Mosman performing best of Australia's top-end property markets

Without a shadow of a doubt (in my opinion) the best critique of the Australian economy is the Business Spectator CEO pulse, where on a quarterly basis Australia’s leading chief executives deliver their (not sugar -oated) thoughts on just exactly how they see the Australian economy. CEOs on the Australian Economy:

  • CEO(s) remain far more optimistic about the prospects for their own organisation than they are about the Australian economy. Optimism about prospects for the Australian economy and their own organisations in the next 12 months have decreased slightly compared with quarter two this year and quarter three last year.
  • Expectations around employment, capital investment, profit, sales and operating expenditure in the next 12 months are down slightly from last quarter. The proportion of CEOs expecting increased profit over the next 12 months is down significantly to 49% from 64% last quarter.
  • CEO scorecard for the government’s performance in managing the economy is steady at 2.9 out of 10. While the longer-term trend is downwards, it is not significantly different from the score given at the same time last year.

Look at this how you want, however when a government can’t even reach a score of three out of 10 the resonating message is pretty clear. In February 2010, the scorecard peaked at 5.4 out of 10, and this has continued in a downward spiral reaching 2.6 out of 10 in September 2011.

Quote of the Week would have to go to Peter Costello, “Never in budget has history so little been promised so many times.” On its own measure Labor falls well short, an interesting assessment from a previous treasurer, who delivered 12 budgets. Swan’s grip on surplus gets slippery, which is exactly what we alluded to a few weeks ago when we suggested prepare for an early election. Not surprising then are this week’s revelations that Wayne Swan and Julia Gillard’s MRRT has thus far posted a zero return. Obviously, the "big three" mining companies have executed the perfect sting on the government when they sat down to negotiate the MRRT.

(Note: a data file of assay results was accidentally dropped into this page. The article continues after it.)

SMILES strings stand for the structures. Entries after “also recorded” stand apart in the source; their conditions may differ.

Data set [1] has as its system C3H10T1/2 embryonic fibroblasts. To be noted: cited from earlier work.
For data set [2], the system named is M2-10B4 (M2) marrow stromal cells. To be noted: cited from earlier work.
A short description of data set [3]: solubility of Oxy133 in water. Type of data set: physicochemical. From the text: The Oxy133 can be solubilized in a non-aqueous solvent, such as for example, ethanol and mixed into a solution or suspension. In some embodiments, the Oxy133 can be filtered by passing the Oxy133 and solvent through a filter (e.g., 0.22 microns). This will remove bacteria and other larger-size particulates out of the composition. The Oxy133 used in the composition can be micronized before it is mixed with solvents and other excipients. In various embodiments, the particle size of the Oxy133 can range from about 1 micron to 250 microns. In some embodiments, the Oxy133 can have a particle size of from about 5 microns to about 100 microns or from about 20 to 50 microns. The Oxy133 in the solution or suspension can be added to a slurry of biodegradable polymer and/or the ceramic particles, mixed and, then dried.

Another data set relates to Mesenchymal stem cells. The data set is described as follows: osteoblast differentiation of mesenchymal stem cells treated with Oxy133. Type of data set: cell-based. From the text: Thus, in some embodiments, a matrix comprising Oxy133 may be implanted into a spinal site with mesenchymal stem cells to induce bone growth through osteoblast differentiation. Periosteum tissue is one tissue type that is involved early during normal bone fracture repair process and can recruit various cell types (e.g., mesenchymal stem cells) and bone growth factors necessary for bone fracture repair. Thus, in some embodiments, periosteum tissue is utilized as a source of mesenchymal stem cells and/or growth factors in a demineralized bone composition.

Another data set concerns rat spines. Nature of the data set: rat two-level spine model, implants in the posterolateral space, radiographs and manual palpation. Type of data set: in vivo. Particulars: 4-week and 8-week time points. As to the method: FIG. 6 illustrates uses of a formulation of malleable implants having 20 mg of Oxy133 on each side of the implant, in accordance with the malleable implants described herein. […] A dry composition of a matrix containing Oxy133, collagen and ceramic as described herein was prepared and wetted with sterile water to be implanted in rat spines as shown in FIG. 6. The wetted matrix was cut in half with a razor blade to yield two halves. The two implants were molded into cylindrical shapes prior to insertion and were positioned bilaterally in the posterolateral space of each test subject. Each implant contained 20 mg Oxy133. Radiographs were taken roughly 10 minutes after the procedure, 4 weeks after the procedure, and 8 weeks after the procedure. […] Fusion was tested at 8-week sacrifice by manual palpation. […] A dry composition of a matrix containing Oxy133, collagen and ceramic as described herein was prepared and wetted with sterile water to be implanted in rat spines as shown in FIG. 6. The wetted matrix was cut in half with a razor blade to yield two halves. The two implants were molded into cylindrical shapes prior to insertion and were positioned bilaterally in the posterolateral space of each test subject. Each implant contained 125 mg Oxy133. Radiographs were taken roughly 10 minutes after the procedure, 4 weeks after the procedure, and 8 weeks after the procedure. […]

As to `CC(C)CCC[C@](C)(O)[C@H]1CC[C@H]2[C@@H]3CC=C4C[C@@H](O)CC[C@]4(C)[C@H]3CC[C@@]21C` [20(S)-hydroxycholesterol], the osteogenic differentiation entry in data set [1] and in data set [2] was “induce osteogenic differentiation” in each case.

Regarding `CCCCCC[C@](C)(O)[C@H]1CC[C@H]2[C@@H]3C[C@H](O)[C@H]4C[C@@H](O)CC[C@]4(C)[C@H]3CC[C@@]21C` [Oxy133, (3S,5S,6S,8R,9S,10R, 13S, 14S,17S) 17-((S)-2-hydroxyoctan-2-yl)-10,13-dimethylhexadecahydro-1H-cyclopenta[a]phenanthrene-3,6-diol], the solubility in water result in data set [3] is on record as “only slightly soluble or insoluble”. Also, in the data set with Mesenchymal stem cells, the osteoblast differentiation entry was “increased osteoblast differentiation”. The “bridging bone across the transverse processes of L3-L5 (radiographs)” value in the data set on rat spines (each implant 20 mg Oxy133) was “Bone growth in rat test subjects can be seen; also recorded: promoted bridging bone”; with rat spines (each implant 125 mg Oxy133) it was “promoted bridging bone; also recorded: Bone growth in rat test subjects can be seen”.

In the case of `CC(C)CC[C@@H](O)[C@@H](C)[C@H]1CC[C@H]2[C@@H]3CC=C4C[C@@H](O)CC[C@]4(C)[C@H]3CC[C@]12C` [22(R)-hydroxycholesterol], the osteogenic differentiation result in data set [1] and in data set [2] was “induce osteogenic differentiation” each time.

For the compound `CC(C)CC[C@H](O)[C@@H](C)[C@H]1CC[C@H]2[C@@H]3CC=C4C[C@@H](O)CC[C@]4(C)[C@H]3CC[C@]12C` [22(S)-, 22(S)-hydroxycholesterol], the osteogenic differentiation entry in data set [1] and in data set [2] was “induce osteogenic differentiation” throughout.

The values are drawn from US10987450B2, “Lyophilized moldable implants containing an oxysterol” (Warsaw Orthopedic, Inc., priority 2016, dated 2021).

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I love reading articles about the top-end property market – Home owners confident but luxury market loses lustre. A great read by Christopher Joye, which clearly identifies that NSW remains the most bullish top-end market in Australia. Mosman is arguably performing the best of Australia’s entire top-end suburbs, with reports our office has posted another double-digit sale getting stronger and stronger. When property markets are in a downward correction mode, the top-end gets punished the most, but when it starts to recover it always posts the fastest capital appreciation. Historically, top-end property markets perform at optimum levels when a Liberal government is in power, so we sense a hedging of bets on the basis that Australia will go to the polls in March 2013.

Last week we reported that the number of Mosman houses on the market was 22% down on this time last year, this week a slight increase to 23%. We predict this number will jump significantly in coming weeks to approximately 40%.  For example: 45 Shadforth Street Mosman sold in just one week – with a one-week settlement.

Robert Simeon is a director of Richardson  Wrench Mosman and Neutral Bay and has been selling residential real estate in Sydney since 1985. He has also been writing real estate blog Virtual Realty News since 2000. The RWM real estate model has sold in excess of $1 billion in database sales globally.

Robert Simeon

Robert Simeon

Robert Simeon is a director of Richardson Wrench Mosman and Neutral Bay and has been selling residential real estate in Sydney since 1985. He has also been writing real estate blog Virtual Realty News since 2000.


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